When you’re presented with an impossible deadline for a project that should take much longer and requires significant ideation, most in-house creatives will follow one of two routes: they either scramble and grumble, eventually giving up in despair, or they push back, raise a fuss, are forced to do it anyway, and eventually give up in despair. Either way they don’t do their best work, and they end up feeling undervalued and disrespected.

An alternative approach is to understand what’s driving the urgency of the deadline and what the specific outcome needs to be. Do we need to demonstrate progress to the president, hit a date for the shareholders and the street, or perhaps impress a potential client who’s in town for just that day? Creative serves the business and not vice versa, we need to ask what we can reasonably accomplish in the time frame, and how do we right-size our efforts to the deadline and the importance of the moment? Finally, we need to present multiple options that outline the risks and advantages, emphasizing that our primary objective is to support the business and to make our bosses look good.

That last comment will ruffle feathers in the “artist as free spirit” community. We see art as a democracy where the most creative and inspired voice always wins. That’s not business. Business is a dictatorship, starting from the top. Think of it more like the military. There are campaigns and assaults that seek to gain market share and profits, taking no prisoners and spilling blood along the way. Agencies tend to function more like mercenaries who are paid to fight certain battles but never take sides. But if you’re in-house, you’re drafted brother, and you need to understand that your job is to support your commanding officer and make him look good. If he’s misguided he will be discovered in time (or bitten in half, in Quints case), but rebelling or “checking out” creatively almost never works.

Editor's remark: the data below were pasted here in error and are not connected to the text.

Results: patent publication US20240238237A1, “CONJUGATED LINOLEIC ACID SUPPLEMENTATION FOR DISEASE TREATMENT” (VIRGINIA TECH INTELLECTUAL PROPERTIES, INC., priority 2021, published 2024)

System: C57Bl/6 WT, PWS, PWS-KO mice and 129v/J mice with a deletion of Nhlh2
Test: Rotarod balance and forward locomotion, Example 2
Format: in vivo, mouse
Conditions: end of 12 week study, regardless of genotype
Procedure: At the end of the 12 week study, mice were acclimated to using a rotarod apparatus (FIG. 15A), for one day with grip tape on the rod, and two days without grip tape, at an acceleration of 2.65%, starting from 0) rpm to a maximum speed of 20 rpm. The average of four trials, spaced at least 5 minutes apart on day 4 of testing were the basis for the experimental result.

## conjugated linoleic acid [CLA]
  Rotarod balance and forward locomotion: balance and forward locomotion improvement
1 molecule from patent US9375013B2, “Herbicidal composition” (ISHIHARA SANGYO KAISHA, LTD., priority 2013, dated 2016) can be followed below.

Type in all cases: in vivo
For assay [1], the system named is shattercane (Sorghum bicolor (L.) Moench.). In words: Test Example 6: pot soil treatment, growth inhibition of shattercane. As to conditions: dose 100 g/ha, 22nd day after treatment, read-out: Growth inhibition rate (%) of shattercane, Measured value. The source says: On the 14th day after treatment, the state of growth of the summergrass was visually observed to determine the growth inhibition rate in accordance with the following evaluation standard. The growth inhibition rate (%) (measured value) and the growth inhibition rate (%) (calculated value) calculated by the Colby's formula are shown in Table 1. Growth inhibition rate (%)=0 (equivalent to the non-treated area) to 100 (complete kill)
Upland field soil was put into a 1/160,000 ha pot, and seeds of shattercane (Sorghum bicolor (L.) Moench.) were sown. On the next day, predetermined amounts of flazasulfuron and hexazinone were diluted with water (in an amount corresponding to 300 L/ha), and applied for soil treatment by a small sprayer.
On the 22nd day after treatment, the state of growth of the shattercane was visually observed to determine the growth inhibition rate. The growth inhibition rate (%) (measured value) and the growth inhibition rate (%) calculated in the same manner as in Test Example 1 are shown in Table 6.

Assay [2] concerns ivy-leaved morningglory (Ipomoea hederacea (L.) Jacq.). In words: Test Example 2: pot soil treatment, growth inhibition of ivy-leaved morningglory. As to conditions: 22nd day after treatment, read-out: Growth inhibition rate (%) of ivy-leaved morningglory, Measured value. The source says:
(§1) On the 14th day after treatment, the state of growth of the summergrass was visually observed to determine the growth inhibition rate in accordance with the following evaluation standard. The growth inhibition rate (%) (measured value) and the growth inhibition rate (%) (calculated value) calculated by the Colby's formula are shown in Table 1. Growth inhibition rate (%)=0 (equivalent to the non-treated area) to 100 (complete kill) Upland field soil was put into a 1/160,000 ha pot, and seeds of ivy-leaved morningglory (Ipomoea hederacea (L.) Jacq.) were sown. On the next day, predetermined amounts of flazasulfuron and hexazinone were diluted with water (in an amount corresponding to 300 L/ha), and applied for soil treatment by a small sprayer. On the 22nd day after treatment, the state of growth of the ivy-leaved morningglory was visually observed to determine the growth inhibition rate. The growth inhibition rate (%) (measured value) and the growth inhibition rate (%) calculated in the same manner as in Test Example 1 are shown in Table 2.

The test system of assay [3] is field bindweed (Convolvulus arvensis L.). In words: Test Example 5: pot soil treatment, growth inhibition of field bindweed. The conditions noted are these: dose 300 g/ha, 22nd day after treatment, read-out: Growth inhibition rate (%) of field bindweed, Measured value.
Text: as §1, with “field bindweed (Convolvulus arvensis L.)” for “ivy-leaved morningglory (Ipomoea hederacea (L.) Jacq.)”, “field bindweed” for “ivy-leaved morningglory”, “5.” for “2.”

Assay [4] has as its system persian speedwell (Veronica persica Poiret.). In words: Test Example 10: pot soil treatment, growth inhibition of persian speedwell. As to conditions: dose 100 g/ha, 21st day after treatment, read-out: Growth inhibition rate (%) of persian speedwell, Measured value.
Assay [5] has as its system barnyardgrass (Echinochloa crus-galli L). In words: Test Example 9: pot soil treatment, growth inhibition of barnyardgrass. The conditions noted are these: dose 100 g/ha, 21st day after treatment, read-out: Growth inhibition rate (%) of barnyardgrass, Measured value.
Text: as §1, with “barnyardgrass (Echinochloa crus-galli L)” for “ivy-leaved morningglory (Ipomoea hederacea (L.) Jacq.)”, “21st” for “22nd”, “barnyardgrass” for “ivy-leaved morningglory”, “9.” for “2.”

When talking to non-creative execs I tend to say things like: “I’ve got your back”, “We’re here to make you look good”, or “We’ll do whatever it takes/whatever the business needs.”. This only sounds like sucking up if you don’t mean it, in which case you belong in the mercenary agency world. But on the battlefield of corporate business, a manager needs to know that the guy next to him has got his back. This also becomes an opportunity to build a bridge where the creative team can be seen as a true resource rather than a necessity that needs to be kept in line. It’s kind of like the scene in Jaws where the boat is sinking, the shark is circling, and Quint is out of ideas. He sheepishly asks Hooper “just exactly what can you do with this fancy equipment of yours?”

Our goal is to demonstrate that value before there’s a crisis, and to be central in the business plan. That’s where the responsibility of the business comes in….but I’ll address that in the next installment where I’ll discuss how an organization needs to motivate, empower, and inspire their creatives.